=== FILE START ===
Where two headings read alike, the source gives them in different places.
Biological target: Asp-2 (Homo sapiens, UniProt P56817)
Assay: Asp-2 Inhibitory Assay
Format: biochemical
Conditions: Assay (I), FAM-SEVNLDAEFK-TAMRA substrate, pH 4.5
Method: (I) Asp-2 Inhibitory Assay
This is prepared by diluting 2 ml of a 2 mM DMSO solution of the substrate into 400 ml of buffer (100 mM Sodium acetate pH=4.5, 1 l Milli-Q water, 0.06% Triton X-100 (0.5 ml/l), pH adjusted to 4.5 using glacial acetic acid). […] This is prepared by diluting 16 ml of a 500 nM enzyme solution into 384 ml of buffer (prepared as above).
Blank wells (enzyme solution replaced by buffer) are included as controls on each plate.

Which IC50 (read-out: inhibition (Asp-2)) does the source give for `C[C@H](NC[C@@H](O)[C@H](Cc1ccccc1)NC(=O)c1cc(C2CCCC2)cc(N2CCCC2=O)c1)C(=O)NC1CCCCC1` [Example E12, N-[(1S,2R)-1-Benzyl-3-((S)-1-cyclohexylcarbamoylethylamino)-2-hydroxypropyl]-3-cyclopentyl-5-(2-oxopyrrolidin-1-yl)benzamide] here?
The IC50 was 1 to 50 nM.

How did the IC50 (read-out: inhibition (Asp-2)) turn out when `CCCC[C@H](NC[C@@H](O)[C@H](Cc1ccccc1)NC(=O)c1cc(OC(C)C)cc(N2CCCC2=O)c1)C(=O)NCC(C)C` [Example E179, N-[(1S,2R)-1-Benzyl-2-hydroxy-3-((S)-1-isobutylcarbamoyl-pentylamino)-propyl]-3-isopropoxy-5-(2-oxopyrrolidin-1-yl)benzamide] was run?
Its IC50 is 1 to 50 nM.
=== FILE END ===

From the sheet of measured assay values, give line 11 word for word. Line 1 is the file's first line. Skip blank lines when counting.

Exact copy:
How did the IC50 (read-out: inhibition (Asp-2)) turn out when `CCCC[C@H](NC[C@@H](O)[C@H](Cc1ccccc1)NC(=O)c1cc(OC(C)C)cc(N2CCCC2=O)c1)C(=O)NCC(C)C` [Example E179, N-[(1S,2R)-1-Benzyl-2-hydroxy-3-((S)-1-isobutylcarbamoyl-pentylamino)-propyl]-3-isopropoxy-5-(2-oxopyrrolidin-1-yl)benzamide] was run?